Anyhow, like I say, the debate over whether or not the U.S. should allow sites to provide ways to gamble online did come up yesterday, despite the Chairman’s saying it wouldn’t. It had to.
And so we heard Rep. Bob Goodlatte (R-VA) in his statement expressing horror at the notion that the country would stoop to sanction online gambling in this way, finding it “unfathomable that Congress would consider legalizing a currently illegal activity that imposes harm on the most vulnerable members of our society just to raise money for more big government spending.”
Goodlatte (left) also brought up the sad case of a constituent’s son who, having built a sizable debt by gambling online, took his own life, adding that “financial ruin and tragedy are not uncommon among online bettors.” Sort of recalled Rep. Spencer Bachus (R-AL) of the House Financial Services Committee misrepresenting studies about gambling and suicide and yammering on about how “internet gambling is the crack cocaine of gambling.” Bachus had a chance last week to share that observation with ABC News, something he’s gleefully said before in committee hearings and elsewhere.
Goodlatte brought up a much more salient point when he noted that “there is also bipartisan opposition in Congress to efforts to legalize illegal Internet gambling activity” (i.e., to legalize online sites in the U.S. providing a means to gamble within a licensed, regulated, and taxed framework). That’s why I see yesterday’s hearing as mostly a theoretical exercise. We can talk all we want about how taxation might work within some sort of federal regulatory and enforcement framework, but if legislators aren’t going to vote to implement such a framework, it’s really just a lot of whistling in the dark.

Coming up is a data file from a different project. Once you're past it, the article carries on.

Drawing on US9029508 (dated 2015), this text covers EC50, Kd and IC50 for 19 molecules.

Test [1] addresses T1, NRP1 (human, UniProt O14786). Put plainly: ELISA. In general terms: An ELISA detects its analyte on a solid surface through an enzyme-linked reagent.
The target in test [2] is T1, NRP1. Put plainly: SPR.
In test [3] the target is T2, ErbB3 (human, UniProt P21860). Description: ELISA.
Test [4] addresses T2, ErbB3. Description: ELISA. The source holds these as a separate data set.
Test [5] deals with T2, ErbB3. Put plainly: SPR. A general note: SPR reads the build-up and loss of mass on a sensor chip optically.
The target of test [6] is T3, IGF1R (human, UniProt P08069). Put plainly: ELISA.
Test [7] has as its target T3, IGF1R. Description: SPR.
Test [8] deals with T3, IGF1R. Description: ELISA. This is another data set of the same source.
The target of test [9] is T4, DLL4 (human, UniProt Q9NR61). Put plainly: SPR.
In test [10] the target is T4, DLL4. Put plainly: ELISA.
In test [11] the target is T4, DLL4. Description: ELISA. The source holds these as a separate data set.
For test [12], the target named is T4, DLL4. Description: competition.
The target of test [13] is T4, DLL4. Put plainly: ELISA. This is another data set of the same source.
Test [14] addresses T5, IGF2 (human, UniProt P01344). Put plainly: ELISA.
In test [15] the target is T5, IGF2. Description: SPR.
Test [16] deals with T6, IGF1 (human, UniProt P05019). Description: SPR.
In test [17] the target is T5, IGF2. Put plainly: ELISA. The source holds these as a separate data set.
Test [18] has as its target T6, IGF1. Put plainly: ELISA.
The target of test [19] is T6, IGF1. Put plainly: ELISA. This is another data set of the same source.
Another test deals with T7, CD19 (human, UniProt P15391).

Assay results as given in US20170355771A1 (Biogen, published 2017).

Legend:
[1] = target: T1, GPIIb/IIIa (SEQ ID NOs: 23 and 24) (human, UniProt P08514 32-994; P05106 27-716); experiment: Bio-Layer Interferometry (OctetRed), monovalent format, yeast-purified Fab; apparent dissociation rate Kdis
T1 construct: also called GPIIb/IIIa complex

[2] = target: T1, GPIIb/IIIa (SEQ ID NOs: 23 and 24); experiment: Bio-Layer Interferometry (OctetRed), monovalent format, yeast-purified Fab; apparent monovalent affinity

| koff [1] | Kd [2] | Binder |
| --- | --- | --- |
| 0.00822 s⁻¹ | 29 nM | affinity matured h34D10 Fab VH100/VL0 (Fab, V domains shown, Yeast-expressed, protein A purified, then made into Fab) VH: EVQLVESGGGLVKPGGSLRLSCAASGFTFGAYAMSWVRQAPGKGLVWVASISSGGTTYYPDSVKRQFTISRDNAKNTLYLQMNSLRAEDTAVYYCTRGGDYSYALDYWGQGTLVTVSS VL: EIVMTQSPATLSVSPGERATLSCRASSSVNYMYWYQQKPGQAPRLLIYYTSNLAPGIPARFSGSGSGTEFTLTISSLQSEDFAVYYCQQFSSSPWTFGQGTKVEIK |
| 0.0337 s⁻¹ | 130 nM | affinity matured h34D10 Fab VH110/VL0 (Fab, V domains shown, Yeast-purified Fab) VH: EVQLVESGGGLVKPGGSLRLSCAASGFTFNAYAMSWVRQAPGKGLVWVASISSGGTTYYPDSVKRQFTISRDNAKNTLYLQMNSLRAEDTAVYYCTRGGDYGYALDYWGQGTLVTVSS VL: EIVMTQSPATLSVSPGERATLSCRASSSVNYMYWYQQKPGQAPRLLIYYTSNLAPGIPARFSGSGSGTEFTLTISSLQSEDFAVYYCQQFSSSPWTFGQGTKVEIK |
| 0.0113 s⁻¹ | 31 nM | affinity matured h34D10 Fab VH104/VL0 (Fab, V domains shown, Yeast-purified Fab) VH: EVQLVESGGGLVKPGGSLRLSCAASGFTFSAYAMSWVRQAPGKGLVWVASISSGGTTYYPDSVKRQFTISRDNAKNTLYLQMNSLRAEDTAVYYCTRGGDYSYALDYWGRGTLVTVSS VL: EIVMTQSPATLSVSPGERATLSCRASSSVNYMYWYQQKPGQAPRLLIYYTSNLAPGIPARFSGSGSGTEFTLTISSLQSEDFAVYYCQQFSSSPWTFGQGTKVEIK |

As I say, there was a lot of positive reaction to the hearing. The Poker Players Alliance liked it, saying that the “hearing underscores the increasing Congressional interest in a license and regulated online gaming environment.” Michael Waxman of the Safe and Secure Internet Gambling Initiative also suggested that the “hearing showed is that there has been significant progress made in educating members of Congress about this issue,” characterizing the hearing as “a home run” (as reported by PokerNews).
I think those who want to see some sort of licensing and regulation were encouraged because despite the occasional pathos-filled non sequitur from Rep. Goodlatte, the hearing was characterized by a lot of sincere discussion about licensing and regulating online gambling.
But it’s all theoretical -- all a big “what if” -- and in fact that’s why I think the discussion went the way it did. That is to say, the only way legislators can talk directly about licensing and regulating online poker is to set the primary question of whether or not it should be done aside. As Chairman Levin made clear, the question of whether or not to license and regulate online gambling was not within the Ways and Means Committee’s jurisdiction. That’s why they could talk so directly about it. (Maddening, I know.)
Bill Rini’s piece from last week about “The Future of Online Poker” convincingly argues that any such licensing and regulation is still way, way down the road. I think the hearing yesterday, rather than providing any real encouragement to the contrary, only reinforces Rini’s argument.
Sure, there’s been some progress. But we’re still miles and miles away from anything tangible. Meanwhile, the UIGEA is right up ahead at the next intersection. Nothing theoretical about that.